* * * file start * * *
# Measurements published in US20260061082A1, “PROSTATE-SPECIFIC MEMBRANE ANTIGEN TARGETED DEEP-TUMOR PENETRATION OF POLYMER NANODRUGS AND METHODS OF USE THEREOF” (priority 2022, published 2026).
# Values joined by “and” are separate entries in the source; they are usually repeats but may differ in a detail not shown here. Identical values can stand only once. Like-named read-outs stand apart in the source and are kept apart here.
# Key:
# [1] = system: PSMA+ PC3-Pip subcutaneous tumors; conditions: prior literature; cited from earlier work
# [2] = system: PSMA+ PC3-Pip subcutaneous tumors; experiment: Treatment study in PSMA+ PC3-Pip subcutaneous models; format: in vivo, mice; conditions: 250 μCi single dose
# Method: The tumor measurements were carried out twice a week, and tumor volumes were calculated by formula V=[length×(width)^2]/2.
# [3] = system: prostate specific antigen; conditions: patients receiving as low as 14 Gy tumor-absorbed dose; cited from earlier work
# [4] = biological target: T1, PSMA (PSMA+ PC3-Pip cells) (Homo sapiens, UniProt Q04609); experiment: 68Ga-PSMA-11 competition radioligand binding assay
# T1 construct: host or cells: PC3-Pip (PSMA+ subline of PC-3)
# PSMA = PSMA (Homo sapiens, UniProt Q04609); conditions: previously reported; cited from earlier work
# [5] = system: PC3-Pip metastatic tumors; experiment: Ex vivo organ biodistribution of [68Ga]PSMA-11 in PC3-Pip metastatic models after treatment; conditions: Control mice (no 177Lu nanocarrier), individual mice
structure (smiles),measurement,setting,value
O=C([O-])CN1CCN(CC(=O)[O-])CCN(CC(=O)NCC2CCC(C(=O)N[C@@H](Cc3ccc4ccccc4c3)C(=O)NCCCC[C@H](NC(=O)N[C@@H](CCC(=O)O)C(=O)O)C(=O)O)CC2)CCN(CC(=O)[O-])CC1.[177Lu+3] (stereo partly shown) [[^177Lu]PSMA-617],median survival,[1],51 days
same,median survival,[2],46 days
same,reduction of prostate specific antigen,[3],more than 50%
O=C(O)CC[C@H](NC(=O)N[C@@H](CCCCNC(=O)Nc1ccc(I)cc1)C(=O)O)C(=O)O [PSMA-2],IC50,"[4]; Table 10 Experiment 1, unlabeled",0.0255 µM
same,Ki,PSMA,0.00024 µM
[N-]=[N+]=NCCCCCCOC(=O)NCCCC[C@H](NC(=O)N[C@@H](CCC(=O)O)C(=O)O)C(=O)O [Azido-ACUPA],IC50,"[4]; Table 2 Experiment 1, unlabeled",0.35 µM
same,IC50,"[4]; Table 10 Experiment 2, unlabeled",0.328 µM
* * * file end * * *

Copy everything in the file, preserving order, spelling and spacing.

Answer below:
# Measurements published in US20260061082A1, “PROSTATE-SPECIFIC MEMBRANE ANTIGEN TARGETED DEEP-TUMOR PENETRATION OF POLYMER NANODRUGS AND METHODS OF USE THEREOF” (priority 2022, published 2026).
# Values joined by “and” are separate entries in the source; they are usually repeats but may differ in a detail not shown here. Identical values can stand only once. Like-named read-outs stand apart in the source and are kept apart here.
# Key:
# [1] = system: PSMA+ PC3-Pip subcutaneous tumors; conditions: prior literature; cited from earlier work
# [2] = system: PSMA+ PC3-Pip subcutaneous tumors; experiment: Treatment study in PSMA+ PC3-Pip subcutaneous models; format: in vivo, mice; conditions: 250 μCi single dose
# Method: The tumor measurements were carried out twice a week, and tumor volumes were calculated by formula V=[length×(width)^2]/2.
# [3] = system: prostate specific antigen; conditions: patients receiving as low as 14 Gy tumor-absorbed dose; cited from earlier work
# [4] = biological target: T1, PSMA (PSMA+ PC3-Pip cells) (Homo sapiens, UniProt Q04609); experiment: 68Ga-PSMA-11 competition radioligand binding assay
# T1 construct: host or cells: PC3-Pip (PSMA+ subline of PC-3)
# PSMA = PSMA (Homo sapiens, UniProt Q04609); conditions: previously reported; cited from earlier work
# [5] = system: PC3-Pip metastatic tumors; experiment: Ex vivo organ biodistribution of [68Ga]PSMA-11 in PC3-Pip metastatic models after treatment; conditions: Control mice (no 177Lu nanocarrier), individual mice
structure (smiles),measurement,setting,value
O=C([O-])CN1CCN(CC(=O)[O-])CCN(CC(=O)NCC2CCC(C(=O)N[C@@H](Cc3ccc4ccccc4c3)C(=O)NCCCC[C@H](NC(=O)N[C@@H](CCC(=O)O)C(=O)O)C(=O)O)CC2)CCN(CC(=O)[O-])CC1.[177Lu+3] (stereo partly shown) [[^177Lu]PSMA-617],median survival,[1],51 days
same,median survival,[2],46 days
same,reduction of prostate specific antigen,[3],more than 50%
O=C(O)CC[C@H](NC(=O)N[C@@H](CCCCNC(=O)Nc1ccc(I)cc1)C(=O)O)C(=O)O [PSMA-2],IC50,"[4]; Table 10 Experiment 1, unlabeled",0.0255 µM
same,Ki,PSMA,0.00024 µM
[N-]=[N+]=NCCCCCCOC(=O)NCCCC[C@H](NC(=O)N[C@@H](CCC(=O)O)C(=O)O)C(=O)O [Azido-ACUPA],IC50,"[4]; Table 2 Experiment 1, unlabeled",0.35 µM
same,IC50,"[4]; Table 10 Experiment 2, unlabeled",0.328 µM